“The question for the banks is, how much do they want to own the customer relationship at the front end? Do they want to be the organization that provides the technology and the services that we interact with every day versus retreating into the background and being the organization that manages the behind-the-scenes of the payments industry like transactions, money lending, etc.,” Johnson said.

Contrary to popular belief, banks are not massively lagging behind resourceful and creative digital banking solutions. Instead, it just takes banks more time to innovate efficiently, whether the innovation comes from partnering with fintechs or rethinking its processes and services.

Are financial managers changing their focus?

The whole financial services industry is going through a revolution which means that many traditional functions are now different. The emergence of various SaaS tools that aim to optimize internal processes and boost productivity within organizations is something we also discussed with Robert Hadfield, financial manager at Dendra. Hadfield remarked that the capabilities of these new tools meant a fundamental shift in the duties and expectations of a finance team, and Johnson agreed.

“There’s no one size fits all solution on the market. Instead, financial managers are responsible for selecting the right tool that accurately seizes the company goals and team dynamic,” Johnson explained. “Payhawk is the classic example — finance managers don’t have to settle for poor solutions and try to do all additional work to make them fit together manually. Instead, they can choose a supplier that takes care of crucial processes for them and successfully eliminates their pain points.”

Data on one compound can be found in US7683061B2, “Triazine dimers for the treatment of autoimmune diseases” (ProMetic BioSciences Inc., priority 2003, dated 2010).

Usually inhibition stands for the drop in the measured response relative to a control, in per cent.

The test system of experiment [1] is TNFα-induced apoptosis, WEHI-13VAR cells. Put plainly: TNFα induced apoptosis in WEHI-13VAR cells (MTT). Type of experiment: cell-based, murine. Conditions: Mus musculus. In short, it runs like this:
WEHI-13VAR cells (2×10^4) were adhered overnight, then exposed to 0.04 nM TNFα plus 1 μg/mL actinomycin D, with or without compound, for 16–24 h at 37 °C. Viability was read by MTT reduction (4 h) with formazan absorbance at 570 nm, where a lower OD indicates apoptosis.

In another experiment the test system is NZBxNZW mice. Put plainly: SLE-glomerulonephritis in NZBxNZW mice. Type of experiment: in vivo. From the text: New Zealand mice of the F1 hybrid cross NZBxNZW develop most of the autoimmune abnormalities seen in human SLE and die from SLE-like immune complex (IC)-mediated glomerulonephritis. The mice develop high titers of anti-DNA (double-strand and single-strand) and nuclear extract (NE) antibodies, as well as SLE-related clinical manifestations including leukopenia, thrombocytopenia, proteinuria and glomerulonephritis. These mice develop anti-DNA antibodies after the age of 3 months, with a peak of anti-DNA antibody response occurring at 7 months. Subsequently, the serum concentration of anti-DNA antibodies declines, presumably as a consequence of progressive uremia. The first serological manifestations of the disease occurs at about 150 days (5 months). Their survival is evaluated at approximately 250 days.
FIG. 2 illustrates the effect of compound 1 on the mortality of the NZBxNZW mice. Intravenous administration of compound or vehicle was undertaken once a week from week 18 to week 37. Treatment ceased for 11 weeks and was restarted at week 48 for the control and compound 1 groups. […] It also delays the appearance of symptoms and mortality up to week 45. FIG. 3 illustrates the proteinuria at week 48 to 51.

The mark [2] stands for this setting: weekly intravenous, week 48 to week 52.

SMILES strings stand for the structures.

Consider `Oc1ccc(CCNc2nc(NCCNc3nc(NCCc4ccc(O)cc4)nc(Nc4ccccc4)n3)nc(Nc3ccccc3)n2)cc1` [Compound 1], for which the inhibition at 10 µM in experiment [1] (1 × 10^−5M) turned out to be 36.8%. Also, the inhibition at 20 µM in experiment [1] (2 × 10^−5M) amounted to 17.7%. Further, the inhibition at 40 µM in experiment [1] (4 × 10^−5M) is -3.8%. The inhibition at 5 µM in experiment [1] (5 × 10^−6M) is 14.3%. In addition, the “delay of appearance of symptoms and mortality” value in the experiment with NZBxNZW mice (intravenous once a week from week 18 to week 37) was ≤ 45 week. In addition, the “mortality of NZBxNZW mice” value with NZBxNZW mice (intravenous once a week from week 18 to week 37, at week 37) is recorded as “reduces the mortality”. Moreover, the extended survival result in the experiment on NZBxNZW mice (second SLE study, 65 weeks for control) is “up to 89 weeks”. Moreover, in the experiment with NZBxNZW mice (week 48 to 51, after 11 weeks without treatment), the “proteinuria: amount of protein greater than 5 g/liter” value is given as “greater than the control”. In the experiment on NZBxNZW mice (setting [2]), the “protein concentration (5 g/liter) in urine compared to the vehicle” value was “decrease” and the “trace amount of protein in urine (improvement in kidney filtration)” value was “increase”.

Trust is essential in financial services

“The challenge has always been to convince companies that what you’re saying about your technology is true,” starts Johnson when prompted about the importance of open APIs and the trust factor between providers and customers in the finance industry.

In this era of innovation - especially in the payments industry - you don’t need organizations to take a leap of faith with you as it was before. Now, you can essentially let them test out your product without a signed contract, even without commercial conversations. Does the solution respond to the company’s ideas, does it need tweaking? You can address all these questions before committing to a tool that could eventually turn out to be harmful rather than help you accelerate growth. And, this exploration translates into having both sides confident in the service offered and sets the tone for a solid partnership.

Regardless of what changes the future of the payments industry holds, whether banks will become obsolete or the CFO role changes even more drastically, one thing is sure: digitalization is here to stay. And, digitalization will continue irrevocably changing the way financial services operate.

Discover how to keep up with the new trends and what SaaS tools best fit your organization to gain control over business spending and accelerate overall growth.

Trish Toovey - Content Director at Payhawk - The financial system of tomorrow
Trish Toovey
Senior Content Manager
LinkedIn

Trish Toovey works across the UK and US markets to craft content at Payhawk. Covering anything from ad copy to video scripting, Trish leans on a super varied background in copy and content creation for the finance, fashion, and travel industries.

See all articles by Trish →